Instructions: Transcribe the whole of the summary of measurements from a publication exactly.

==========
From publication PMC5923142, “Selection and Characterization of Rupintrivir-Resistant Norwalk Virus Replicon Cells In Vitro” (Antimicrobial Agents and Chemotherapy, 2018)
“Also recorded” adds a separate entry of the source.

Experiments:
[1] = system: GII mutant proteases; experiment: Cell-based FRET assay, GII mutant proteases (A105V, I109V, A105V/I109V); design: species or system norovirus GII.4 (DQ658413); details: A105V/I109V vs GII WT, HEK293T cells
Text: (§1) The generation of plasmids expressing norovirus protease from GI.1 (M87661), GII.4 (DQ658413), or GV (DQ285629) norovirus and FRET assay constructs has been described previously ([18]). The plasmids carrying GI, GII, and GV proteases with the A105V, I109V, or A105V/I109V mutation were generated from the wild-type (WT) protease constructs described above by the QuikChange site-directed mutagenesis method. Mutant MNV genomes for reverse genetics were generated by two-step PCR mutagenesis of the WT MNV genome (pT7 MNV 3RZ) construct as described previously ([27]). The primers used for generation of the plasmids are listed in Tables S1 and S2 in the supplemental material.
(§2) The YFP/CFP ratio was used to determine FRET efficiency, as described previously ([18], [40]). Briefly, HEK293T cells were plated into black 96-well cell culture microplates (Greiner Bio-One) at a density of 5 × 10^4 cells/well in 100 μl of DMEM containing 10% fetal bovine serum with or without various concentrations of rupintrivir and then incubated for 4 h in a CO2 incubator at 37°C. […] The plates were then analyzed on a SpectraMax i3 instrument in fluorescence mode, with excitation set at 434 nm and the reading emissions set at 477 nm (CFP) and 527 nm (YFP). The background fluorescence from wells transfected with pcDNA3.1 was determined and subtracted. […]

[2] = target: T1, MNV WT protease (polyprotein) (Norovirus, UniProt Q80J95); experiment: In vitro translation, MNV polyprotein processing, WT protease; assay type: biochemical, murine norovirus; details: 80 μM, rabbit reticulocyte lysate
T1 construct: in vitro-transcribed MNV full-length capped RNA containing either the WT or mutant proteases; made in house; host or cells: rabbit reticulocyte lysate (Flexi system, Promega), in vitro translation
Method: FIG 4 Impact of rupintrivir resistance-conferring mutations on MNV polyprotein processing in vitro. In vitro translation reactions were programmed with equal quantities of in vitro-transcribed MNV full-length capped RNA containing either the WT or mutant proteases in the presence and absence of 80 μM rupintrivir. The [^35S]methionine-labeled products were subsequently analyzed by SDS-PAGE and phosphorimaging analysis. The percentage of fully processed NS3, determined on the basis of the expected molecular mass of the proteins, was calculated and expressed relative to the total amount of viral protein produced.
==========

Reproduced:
From publication PMC5923142, “Selection and Characterization of Rupintrivir-Resistant Norwalk Virus Replicon Cells In Vitro” (Antimicrobial Agents and Chemotherapy, 2018)
“Also recorded” adds a separate entry of the source.

Experiments:
[1] = system: GII mutant proteases; experiment: Cell-based FRET assay, GII mutant proteases (A105V, I109V, A105V/I109V); design: species or system norovirus GII.4 (DQ658413); details: A105V/I109V vs GII WT, HEK293T cells
Text: (§1) The generation of plasmids expressing norovirus protease from GI.1 (M87661), GII.4 (DQ658413), or GV (DQ285629) norovirus and FRET assay constructs has been described previously ([18]). The plasmids carrying GI, GII, and GV proteases with the A105V, I109V, or A105V/I109V mutation were generated from the wild-type (WT) protease constructs described above by the QuikChange site-directed mutagenesis method. Mutant MNV genomes for reverse genetics were generated by two-step PCR mutagenesis of the WT MNV genome (pT7 MNV 3RZ) construct as described previously ([27]). The primers used for generation of the plasmids are listed in Tables S1 and S2 in the supplemental material.
(§2) The YFP/CFP ratio was used to determine FRET efficiency, as described previously ([18], [40]). Briefly, HEK293T cells were plated into black 96-well cell culture microplates (Greiner Bio-One) at a density of 5 × 10^4 cells/well in 100 μl of DMEM containing 10% fetal bovine serum with or without various concentrations of rupintrivir and then incubated for 4 h in a CO2 incubator at 37°C. […] The plates were then analyzed on a SpectraMax i3 instrument in fluorescence mode, with excitation set at 434 nm and the reading emissions set at 477 nm (CFP) and 527 nm (YFP). The background fluorescence from wells transfected with pcDNA3.1 was determined and subtracted. […]

[2] = target: T1, MNV WT protease (polyprotein) (Norovirus, UniProt Q80J95); experiment: In vitro translation, MNV polyprotein processing, WT protease; assay type: biochemical, murine norovirus; details: 80 μM, rabbit reticulocyte lysate
T1 construct: in vitro-transcribed MNV full-length capped RNA containing either the WT or mutant proteases; made in house; host or cells: rabbit reticulocyte lysate (Flexi system, Promega), in vitro translation
Method: FIG 4 Impact of rupintrivir resistance-conferring mutations on MNV polyprotein processing in vitro. In vitro translation reactions were programmed with equal quantities of in vitro-transcribed MNV full-length capped RNA containing either the WT or mutant proteases in the presence and absence of 80 μM rupintrivir. The [^35S]methionine-labeled products were subsequently analyzed by SDS-PAGE and phosphorimaging analysis. The percentage of fully processed NS3, determined on the basis of the expected molecular mass of the proteins, was calculated and expressed relative to the total amount of viral protein produced.